The COVID-19 pandemic has changed the way university students access study materials, and with that comes a greater appreciation of shadow libraries that have quietly been ramping up their databases to provide for a burgeoning need. Library Genesis, or LibGen, is one such pirated content distribution forum that openly commits to its agenda of creating a community of self-learning individuals.
It is fascinating to learn about how Sci-Hub, LibGen, and other mirror sites have partly emerged as heirs to the informal practices of the underground circulation of books, to preserve scholarship in Soviet Russia. The unique Russian reading culture was enabled within a paradox, aided by the state’s focused approach around developing mass readership among its citizens, as well as political censorship of literature which ultimately led to black marketing and hoarding of banned material.
A neuroscience student from Kazakhstan named Aleksandra Elbakyan launched SciHub in 2011 in the hope of providing greater access to restricted copies of scientific journals for research and educational purposes. At home in India, the following year we witnessed an extraordinary case: three giant publishing conglomerates against a lone xerox shop, tucked away in the nooks and corners of Delhi University’s north campus. Oxford University Press, Cambridge University Press and Taylor & Francis Group, among others, filed a copyright infringement case against Rameshwari photocopy services, for the reproduction of chapters from their books, by means of mass photocopying to provide for course reading material at the Delhi School of Economics.
In a luminous judgment in 2016, Justice Rajiv Sahai Endlaw of the Supreme Court of India upheld the right to “fair use” under educational exemption by stating in its ruling:
“Copyright, especially in literary works, is thus not an inevitable, divine, or natural right that confers on authors the absolute ownership of their creations. It is designed rather to stimulate activity and progress in the arts for the intellectual enrichment of the public. Copyright is intended to increase and not to impede the harvest of knowledge.”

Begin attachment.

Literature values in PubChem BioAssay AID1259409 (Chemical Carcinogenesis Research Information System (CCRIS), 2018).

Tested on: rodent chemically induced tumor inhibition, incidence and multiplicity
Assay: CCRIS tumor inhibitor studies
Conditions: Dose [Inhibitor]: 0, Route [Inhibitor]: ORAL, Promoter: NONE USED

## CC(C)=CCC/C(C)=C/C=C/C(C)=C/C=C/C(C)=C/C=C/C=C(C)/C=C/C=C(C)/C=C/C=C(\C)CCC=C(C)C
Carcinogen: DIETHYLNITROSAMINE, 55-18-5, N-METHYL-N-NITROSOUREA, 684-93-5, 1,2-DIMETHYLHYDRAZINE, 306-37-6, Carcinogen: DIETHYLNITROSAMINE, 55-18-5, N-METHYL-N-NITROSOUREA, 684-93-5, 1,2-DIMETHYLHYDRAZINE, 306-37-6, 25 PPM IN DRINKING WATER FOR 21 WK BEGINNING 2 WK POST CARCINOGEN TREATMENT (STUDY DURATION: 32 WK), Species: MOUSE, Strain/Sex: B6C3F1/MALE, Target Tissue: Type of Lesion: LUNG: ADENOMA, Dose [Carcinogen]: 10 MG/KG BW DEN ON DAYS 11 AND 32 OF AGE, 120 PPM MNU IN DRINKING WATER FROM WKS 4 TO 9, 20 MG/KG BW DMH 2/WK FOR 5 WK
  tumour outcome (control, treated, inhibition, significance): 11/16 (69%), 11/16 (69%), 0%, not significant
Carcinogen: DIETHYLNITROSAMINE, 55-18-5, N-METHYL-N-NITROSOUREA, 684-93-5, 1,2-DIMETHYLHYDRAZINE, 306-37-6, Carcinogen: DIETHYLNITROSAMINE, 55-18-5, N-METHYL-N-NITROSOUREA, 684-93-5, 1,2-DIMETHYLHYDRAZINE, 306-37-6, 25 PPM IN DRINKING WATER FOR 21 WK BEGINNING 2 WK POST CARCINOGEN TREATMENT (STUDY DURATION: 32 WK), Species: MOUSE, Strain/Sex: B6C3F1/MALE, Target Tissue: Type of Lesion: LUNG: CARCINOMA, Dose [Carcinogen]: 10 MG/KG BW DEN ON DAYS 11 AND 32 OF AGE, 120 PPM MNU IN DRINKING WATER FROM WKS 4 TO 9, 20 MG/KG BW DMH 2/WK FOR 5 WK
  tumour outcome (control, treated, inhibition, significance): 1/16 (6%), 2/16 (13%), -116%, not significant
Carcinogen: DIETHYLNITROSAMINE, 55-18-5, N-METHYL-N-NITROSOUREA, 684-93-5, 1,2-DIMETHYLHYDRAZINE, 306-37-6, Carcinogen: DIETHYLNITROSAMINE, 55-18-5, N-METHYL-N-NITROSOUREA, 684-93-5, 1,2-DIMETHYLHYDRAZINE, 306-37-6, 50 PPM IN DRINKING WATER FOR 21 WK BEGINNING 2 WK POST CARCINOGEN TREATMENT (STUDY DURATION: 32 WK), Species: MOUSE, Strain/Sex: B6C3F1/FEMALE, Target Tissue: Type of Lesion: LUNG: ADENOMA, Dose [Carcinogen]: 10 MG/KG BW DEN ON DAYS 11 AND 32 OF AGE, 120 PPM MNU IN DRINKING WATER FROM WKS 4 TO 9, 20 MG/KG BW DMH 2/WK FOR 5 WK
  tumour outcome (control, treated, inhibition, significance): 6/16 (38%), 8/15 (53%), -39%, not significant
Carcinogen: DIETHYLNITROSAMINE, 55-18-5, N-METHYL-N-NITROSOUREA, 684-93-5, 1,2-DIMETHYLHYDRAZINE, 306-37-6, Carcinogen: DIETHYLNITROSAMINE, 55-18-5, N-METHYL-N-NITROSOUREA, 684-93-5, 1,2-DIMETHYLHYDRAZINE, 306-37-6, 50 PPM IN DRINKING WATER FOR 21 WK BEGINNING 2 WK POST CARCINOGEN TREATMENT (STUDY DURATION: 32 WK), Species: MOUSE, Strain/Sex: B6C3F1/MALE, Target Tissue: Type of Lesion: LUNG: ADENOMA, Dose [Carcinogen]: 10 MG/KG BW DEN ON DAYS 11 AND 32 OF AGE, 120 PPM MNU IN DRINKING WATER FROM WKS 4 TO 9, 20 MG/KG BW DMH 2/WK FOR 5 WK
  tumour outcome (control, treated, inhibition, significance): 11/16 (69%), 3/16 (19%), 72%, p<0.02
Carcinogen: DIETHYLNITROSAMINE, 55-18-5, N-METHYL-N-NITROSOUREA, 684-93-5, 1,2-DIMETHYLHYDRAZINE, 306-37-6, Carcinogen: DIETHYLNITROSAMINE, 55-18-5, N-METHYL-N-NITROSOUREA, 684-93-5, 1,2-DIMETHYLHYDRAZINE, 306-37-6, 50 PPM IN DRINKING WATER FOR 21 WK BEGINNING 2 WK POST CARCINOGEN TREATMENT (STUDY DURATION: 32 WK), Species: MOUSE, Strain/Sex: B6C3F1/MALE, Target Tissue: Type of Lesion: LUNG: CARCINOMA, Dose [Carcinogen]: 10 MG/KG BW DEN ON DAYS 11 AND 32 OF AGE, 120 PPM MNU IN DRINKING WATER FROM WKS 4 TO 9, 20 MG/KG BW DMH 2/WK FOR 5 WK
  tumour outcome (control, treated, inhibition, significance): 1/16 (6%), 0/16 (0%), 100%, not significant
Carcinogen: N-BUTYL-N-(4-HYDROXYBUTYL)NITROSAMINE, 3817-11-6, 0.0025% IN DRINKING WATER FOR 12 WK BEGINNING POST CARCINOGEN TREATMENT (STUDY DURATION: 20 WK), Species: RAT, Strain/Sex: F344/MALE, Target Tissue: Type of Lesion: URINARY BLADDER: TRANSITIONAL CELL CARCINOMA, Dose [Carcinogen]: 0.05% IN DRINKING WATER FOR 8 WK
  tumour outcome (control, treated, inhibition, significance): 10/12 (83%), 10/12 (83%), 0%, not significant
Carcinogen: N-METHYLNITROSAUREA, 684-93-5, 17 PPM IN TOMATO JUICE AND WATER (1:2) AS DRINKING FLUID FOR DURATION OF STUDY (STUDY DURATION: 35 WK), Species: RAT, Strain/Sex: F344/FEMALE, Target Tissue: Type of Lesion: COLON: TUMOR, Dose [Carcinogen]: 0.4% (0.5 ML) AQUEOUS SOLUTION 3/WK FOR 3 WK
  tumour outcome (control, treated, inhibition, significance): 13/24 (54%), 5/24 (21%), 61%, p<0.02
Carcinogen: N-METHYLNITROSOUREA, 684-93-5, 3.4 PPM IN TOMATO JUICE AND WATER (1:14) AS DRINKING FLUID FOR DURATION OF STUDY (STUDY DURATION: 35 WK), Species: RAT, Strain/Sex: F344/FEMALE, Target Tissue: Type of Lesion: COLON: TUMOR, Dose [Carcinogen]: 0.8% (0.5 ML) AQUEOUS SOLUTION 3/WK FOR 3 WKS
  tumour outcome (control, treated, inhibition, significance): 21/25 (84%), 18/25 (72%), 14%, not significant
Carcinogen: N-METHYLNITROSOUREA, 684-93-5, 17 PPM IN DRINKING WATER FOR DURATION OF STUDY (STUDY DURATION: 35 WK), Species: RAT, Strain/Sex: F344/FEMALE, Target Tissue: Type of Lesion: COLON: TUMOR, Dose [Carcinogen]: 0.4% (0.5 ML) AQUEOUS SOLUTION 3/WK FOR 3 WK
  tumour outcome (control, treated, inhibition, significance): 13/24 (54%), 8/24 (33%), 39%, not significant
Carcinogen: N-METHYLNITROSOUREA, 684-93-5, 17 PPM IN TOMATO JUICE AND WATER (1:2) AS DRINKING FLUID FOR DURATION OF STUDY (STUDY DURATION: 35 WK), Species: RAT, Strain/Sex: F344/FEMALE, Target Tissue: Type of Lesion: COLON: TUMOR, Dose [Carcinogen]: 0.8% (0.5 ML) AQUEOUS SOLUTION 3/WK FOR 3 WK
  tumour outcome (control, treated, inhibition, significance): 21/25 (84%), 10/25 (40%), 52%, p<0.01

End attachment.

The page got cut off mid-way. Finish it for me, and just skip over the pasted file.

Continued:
Knowledge isn’t meant to be bottled up in a genie’s lamp, it is meant to be the stardust scattered across our landscapes. The ongoing case against SciHub is a case against the freeing of imprisoned knowledge. Its parent site, and de facto database, LibGen, faces similar challenges today. For journal giants like Elsevier and Wiley, this is a radically fair model of distribution that has gotten too big to ignore. The FBI’s procurement of Elbakyan’s data from Apple, as well as the continual legal harassment faced by the Sci-Hub members, in the backdrop of the website’s rising popularity amongst a pandemic-beholden student community is not lost on us.
When people cannot borrow, copy, or source their education through other means, they turn to these few dozen proxy websites, lacking both financial means and intuitional access. From a historical point of view, the Russian dissidents that participated in samizdat (Russian for “self-publishing”), across the Eastern Bloc, partaking in makeshift publication networks, painstakingly manually reproducing documents to keep them from going out of print, are linked to this grassroots practice that has taken on a more sophisticated, tech-savvy approach of digitising a worldwide library.
The ascent of shadow libraries is marked by the works of students, volunteers, activists, academics, scientists and other ordinary people. Among them was Aaron Swartz, a hacker-activist and an open-access advocate who was relentlessly pursued by MIT and the US state department for the unauthorised bulk downloading of JSTOR articles. Legal harassment forced him to die by suicide two years into the case, but he left behind a powerful legacy that evokes contempt for the broad-spanning application of IP and copyright laws. Penned in 2008, by Aaron Swartz and other free information activists, The Guerilla Open Access Manifesto makes us rethink the values we associate with propriety, ridiculing the stigma around academic piracy, “as if sharing a wealth of knowledge were the moral equivalent of plundering a ship and murdering its crew.”
The fight for equitable access to education does not stand separate from these actions. Oxford University vs. Rameshwar Photocopy Services lays the foundation for a future that keeps societal access to education above profit movie. But the threats to gatekeeping are profound, and those at the helm of this boundary-setting won’t give up so easily. Scientific research is inevitably tied to this lack of access, and a pandemic is not a bad time to acknowledge the value of a strong R&D ecosystem.
It is for the larger student community to recognise the dangers of losing access to these strongholds of knowledge that have kept us going despite being cut-off from central library systems and deprived of physical study material. But something larger might be at stake here: the idea that knowledge is power, and that power must never be in the hands of a privileged few.